A Chronicle of Hopeful Dying
Wangerin begins this shepherd motif with a childhood experience: Thirteen-year-old Wally huddles in a wintry attic bedroom in Edmonton, Alberta. Pained with a stomachache, he tries to be an adult, tries not to cry. Finally, sobbing, he takes comfort as his mother sings: I am Jesus' little lamb, / Ever glad at heart I am. / For my Shepherd gently guides me, / Knows my need and well provides me.
This is "the image which even now most consoles" him as at age 64 he "is given to contemplate another sort of wintry darkness."
Jaded Christians often criticize Christian writing that avoids doubt as sappy and in flight from reality. Whose faith doesn't wobble? But Wangerin's Letters avoids both unreality and doubt. Though his life is full of pain and awkwardness, there is never any question about whom Walter Wangerin belongs to. Jesus the Shepherd cares for Wally the Lamb as much in Wangerin's 60s as in his teens.
Wangerin keeps his story real by his tangible accounts of pain, reduced capacity, and irritability. He is short of breath. He loses his temper. He worries for his wife, Thanne, and the uncertainty of her future. Medical tests force him to miss the New York debut of a musical based on his award-winning The Book of the Dun Cow. He describes the pain graphically:
No rubbing eases the ache …. It is a team of plow horses galloping up my spine, dancing on my ribcage …. A thundering down the femur and hard against my kneecap. Or across my back, as if I were the horse, saddled with a crop-whip pain. This particular assault causes a whizzing at the roots of my hair. It crawls down into the lower back—burrowing wormlike into my sacrum …. In my skull. Behind my eyes. In my chest. And always, always, morning to night, in the dead center of my chest.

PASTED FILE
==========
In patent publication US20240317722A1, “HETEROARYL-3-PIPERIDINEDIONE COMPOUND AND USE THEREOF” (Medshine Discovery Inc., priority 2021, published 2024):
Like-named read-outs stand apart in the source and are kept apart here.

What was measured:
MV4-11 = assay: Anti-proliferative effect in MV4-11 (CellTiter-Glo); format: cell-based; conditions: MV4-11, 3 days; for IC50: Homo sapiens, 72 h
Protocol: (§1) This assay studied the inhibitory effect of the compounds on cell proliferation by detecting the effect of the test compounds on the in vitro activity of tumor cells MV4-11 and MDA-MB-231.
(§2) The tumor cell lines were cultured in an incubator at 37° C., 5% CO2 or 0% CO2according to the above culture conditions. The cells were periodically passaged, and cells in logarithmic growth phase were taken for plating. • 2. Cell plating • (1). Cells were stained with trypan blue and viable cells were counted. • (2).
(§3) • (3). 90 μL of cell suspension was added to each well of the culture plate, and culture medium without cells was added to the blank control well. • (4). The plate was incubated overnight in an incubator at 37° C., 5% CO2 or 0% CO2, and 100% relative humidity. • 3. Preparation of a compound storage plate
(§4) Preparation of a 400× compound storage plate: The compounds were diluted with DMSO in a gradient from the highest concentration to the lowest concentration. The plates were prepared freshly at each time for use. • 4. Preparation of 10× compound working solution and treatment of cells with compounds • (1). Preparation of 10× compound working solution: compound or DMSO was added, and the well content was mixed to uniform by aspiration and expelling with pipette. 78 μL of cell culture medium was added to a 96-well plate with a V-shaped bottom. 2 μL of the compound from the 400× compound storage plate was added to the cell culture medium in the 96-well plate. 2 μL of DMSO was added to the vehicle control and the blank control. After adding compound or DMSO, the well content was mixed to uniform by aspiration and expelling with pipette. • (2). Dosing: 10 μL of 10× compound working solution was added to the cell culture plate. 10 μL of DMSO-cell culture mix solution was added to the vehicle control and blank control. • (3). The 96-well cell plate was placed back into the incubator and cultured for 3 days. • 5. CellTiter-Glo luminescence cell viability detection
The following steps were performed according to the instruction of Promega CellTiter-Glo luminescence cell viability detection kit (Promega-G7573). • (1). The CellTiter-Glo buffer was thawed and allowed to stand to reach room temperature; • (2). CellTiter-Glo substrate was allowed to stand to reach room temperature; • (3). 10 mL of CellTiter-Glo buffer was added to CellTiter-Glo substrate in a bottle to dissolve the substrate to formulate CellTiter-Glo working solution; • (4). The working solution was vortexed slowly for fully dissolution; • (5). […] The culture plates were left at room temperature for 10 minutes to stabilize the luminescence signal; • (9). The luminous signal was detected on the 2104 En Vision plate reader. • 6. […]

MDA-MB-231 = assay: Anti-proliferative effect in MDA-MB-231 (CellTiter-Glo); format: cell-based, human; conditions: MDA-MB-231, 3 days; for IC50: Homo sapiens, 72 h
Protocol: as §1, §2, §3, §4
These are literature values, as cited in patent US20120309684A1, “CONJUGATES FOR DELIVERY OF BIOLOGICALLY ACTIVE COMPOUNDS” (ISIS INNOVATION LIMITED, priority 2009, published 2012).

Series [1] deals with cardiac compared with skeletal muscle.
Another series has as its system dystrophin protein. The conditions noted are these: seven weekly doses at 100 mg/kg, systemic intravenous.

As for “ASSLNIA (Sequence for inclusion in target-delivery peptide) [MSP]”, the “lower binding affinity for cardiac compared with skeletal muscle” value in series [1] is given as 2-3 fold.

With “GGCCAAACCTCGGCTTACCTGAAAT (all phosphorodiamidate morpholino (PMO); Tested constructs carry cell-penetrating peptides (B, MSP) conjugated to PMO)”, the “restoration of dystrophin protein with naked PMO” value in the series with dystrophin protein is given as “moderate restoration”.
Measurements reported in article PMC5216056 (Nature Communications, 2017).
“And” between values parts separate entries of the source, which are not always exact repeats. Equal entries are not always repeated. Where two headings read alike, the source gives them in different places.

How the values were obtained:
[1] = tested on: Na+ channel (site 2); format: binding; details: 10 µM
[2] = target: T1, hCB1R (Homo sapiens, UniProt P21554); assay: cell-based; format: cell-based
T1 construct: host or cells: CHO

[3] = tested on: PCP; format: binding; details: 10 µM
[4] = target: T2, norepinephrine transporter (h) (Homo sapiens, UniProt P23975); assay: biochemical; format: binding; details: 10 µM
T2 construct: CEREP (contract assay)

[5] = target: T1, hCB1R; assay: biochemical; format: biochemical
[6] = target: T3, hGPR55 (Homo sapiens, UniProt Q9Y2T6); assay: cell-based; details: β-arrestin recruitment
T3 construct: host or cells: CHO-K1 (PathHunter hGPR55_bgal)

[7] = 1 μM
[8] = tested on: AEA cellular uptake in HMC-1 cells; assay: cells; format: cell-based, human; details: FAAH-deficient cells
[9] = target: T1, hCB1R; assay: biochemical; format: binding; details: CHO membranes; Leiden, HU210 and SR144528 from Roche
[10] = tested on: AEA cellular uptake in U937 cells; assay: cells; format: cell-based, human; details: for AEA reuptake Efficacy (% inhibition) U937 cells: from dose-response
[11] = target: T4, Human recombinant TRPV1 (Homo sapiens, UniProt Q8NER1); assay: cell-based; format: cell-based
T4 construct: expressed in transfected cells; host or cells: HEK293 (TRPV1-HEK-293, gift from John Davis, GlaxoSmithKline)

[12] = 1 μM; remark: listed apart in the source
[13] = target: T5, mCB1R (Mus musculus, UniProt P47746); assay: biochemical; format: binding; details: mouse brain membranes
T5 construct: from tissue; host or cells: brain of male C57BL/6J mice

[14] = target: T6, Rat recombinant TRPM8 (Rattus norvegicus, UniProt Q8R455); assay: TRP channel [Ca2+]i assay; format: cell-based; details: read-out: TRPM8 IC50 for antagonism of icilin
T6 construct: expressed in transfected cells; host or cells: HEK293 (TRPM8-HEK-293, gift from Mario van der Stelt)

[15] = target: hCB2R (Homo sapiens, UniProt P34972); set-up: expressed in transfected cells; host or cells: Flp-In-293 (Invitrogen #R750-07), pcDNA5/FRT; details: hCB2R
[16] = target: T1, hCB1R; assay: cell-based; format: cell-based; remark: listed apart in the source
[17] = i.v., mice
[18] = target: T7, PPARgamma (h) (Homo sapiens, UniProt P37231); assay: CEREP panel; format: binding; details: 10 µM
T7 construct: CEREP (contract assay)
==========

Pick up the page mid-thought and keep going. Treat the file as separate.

Groaning helps. I recommend it. Seriously.
He describes the bodily changes with humor as well: "One of the advantages of an old man's losing all his hair (so thinks this old man) is that it clears his nostrils and his ear-holes of four mighty bushes. One of the disadvantages of the same fellow's hair's returning is …. Well, you get the picture."
Dylan Thomas famously wrote, "Do not go gentle into that good night. Rage, rage against the dying of the light." Thomas's challenge to rage is mirrored in our everyday language. We talk about battling cancer. About fighting the disease. For Wangerin there is no reason to rage or fight. The disease is not the enemy, he writes; "it is a rooster's crow, calling me to the truth of myself and to the precise condition of my relationships—God, society, nature."
God loves, cares for, and protects his own. There may be other enemies, but the dying is something else. "By declining this change with great passion, or receiving it with a huge natural fear, we accuse the divine providence of tyranny, and exclaim against our natural constitution, and are discontent that we are human." And thus, he says, we become the enemy, because we fight against God.